Ultrasound in Pregnancy

Ultrasound uses high frequency sound to show a picture of the baby on a monitor.This type of ultrasound has not been shown to have any harmful effect on either the baby or the mother.

PURPOSES:  The use of ultrasound in Obstetrics can provide important information about the pregnancy. The purposes for the ultrasound exam include: Confirming that the baby is moving and has a heart beat, determining the baby’s age and estimating the “due date”, checking for twins, determining the baby’s position, locating and examining the placenta, looking at the volume of amniotic fluid and evaluating the mother for ovarian or uterine tumors. A careful, reasonable effort will also be made to look at the baby’s anatomy. The available images will be reviewed to see if they are reassuring and appear to be normal at the time of the examination.  You may choose to be told by the sonographer her impression of the baby’s gender (sex) but you should realize this is not always visible or completely reliable

TECHNICAL DIFFICULTIES:   The following issues can affect how well the baby’s anatomy can be seen: the baby’s position, age, size and movement, mother’s body type (mild to severe obesity), placental location, abdominal wall scars, low amniotic fluid volume, presence of twins and the shadowing of one part of the baby by another part of the baby (acoustic shadowing). Please understand that ALL the preceding issues can and do affect how well it is possible to see the baby‘s anatomy.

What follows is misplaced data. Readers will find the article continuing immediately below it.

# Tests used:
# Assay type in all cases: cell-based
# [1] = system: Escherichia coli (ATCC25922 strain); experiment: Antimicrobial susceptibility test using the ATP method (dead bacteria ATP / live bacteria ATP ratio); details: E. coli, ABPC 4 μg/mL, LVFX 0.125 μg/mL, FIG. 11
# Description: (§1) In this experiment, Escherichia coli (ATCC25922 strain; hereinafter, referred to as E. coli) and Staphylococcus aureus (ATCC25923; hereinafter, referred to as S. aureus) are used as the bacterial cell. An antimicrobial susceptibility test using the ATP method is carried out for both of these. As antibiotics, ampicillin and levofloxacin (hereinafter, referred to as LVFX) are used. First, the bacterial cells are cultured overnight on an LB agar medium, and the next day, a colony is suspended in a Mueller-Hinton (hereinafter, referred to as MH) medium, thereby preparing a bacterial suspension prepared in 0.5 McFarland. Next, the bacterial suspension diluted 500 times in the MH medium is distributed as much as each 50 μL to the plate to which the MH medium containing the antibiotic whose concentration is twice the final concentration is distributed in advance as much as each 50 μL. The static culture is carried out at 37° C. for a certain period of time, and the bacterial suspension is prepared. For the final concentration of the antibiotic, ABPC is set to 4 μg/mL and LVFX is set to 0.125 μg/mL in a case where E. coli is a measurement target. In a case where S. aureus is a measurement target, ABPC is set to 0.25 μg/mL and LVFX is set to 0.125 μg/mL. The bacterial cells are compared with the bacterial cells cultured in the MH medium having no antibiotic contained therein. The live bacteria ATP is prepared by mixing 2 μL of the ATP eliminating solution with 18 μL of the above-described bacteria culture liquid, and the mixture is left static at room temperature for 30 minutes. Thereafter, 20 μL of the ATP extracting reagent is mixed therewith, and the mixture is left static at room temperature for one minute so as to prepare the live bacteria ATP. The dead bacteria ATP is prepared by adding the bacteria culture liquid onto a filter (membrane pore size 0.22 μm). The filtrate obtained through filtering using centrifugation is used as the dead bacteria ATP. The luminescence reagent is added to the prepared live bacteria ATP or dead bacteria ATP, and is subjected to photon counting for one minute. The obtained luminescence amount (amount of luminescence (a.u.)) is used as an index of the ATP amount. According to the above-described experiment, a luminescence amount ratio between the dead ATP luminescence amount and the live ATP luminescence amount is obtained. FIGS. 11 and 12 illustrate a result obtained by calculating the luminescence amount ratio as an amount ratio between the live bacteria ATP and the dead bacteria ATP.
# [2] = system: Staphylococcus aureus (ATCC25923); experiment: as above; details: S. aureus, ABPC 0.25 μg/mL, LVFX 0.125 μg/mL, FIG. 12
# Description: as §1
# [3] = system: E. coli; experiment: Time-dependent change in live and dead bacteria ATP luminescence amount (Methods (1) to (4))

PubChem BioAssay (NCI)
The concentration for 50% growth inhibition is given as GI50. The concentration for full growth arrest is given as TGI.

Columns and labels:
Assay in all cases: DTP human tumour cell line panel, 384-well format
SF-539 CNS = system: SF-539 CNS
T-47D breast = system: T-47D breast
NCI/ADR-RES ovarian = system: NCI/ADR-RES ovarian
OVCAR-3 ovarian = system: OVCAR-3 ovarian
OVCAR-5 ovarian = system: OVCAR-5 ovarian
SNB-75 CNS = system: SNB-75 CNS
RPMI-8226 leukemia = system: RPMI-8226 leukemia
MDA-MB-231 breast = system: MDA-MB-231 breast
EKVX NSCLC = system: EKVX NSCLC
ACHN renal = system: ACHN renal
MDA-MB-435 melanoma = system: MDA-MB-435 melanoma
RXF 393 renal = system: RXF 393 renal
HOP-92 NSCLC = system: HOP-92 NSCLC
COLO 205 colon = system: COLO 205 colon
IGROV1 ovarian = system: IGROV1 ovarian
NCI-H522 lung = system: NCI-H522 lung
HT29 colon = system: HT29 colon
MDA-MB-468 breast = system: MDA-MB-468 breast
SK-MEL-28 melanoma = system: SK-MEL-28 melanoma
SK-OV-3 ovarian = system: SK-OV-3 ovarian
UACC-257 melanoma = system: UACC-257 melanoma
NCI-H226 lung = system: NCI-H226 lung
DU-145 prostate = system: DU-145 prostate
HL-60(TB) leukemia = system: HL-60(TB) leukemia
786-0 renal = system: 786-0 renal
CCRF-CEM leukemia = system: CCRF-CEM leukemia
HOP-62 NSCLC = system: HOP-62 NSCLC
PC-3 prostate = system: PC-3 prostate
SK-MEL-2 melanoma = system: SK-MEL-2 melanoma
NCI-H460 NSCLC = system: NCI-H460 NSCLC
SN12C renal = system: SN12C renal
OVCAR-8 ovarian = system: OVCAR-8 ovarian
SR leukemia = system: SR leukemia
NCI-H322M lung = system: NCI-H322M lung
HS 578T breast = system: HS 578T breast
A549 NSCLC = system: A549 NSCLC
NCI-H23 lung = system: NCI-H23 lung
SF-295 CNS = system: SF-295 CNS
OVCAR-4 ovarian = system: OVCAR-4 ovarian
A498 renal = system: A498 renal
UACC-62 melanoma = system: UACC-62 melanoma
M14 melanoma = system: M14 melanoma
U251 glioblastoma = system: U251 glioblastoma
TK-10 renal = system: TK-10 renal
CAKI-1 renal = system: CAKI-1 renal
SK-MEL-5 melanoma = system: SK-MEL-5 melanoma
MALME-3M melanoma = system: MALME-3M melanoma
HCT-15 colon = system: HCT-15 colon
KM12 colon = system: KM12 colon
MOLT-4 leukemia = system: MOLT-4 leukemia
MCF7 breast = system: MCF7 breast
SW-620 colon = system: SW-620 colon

LIMITATIONS:   Approximately 3-5% of all babies are born with a birth defect. Some of the most common conditions expecting parents worry about cannot reliably be seen through an ultrasound examination. Such conditions include cerebral palsy, epilepsy, learning disabilities, some effects of drug or alcohol exposure, infection and disorders of the baby’s blood chemistry – all are generally not visible on ultrasound. Very small heart, spinal, palate (lip) or other defects may not be seen on a reasonably careful ultrasound examination. In most cases we cannot reliably count individual fingers and toes Chromosomal abnormalities such as Down syndrome cannot be reliably ruled out with ultrasound. If no abnormalities are seen, You must understand that the ultrasound exam is considered reassuring because it does reduce my risks that a structural or chromosomal abnormality is present in the baby.  You must understand that a normal ultrasound examination does NOT reliably rule out all birth defects and cannot demonstrate that the baby is “entirely normal” based on an ultrasound evaluation.

You should have an opportunity to ask questions.  Then you may request and consent to the ultrasound examination as it is represented by this summary.  If you choose to have ultrasound at our office you must understand and accept the limitations of ultrasound as it is being offered to me.